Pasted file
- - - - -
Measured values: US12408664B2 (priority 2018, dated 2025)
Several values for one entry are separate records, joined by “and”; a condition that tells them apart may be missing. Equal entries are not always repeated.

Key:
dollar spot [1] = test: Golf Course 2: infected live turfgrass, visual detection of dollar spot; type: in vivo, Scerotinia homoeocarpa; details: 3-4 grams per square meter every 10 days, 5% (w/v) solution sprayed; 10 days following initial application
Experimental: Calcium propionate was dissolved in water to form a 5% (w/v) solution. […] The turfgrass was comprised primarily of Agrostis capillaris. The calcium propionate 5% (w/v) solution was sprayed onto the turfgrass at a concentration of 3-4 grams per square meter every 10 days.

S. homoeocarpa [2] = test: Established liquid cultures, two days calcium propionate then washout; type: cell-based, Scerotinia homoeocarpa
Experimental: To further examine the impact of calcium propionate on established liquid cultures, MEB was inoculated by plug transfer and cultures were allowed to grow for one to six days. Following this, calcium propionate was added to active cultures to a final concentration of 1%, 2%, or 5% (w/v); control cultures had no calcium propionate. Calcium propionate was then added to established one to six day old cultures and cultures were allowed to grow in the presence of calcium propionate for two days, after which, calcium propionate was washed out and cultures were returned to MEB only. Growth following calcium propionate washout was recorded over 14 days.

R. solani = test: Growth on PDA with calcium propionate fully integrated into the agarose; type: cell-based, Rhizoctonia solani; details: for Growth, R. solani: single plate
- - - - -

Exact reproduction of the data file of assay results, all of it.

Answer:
Measured values: US12408664B2 (priority 2018, dated 2025)
Several values for one entry are separate records, joined by “and”; a condition that tells them apart may be missing. Equal entries are not always repeated.

Key:
dollar spot [1] = test: Golf Course 2: infected live turfgrass, visual detection of dollar spot; type: in vivo, Scerotinia homoeocarpa; details: 3-4 grams per square meter every 10 days, 5% (w/v) solution sprayed; 10 days following initial application
Experimental: Calcium propionate was dissolved in water to form a 5% (w/v) solution. […] The turfgrass was comprised primarily of Agrostis capillaris. The calcium propionate 5% (w/v) solution was sprayed onto the turfgrass at a concentration of 3-4 grams per square meter every 10 days.

S. homoeocarpa [2] = test: Established liquid cultures, two days calcium propionate then washout; type: cell-based, Scerotinia homoeocarpa
Experimental: To further examine the impact of calcium propionate on established liquid cultures, MEB was inoculated by plug transfer and cultures were allowed to grow for one to six days. Following this, calcium propionate was added to active cultures to a final concentration of 1%, 2%, or 5% (w/v); control cultures had no calcium propionate. Calcium propionate was then added to established one to six day old cultures and cultures were allowed to grow in the presence of calcium propionate for two days, after which, calcium propionate was washed out and cultures were returned to MEB only. Growth following calcium propionate washout was recorded over 14 days.

R. solani = test: Growth on PDA with calcium propionate fully integrated into the agarose; type: cell-based, Rhizoctonia solani; details: for Growth, R. solani: single plate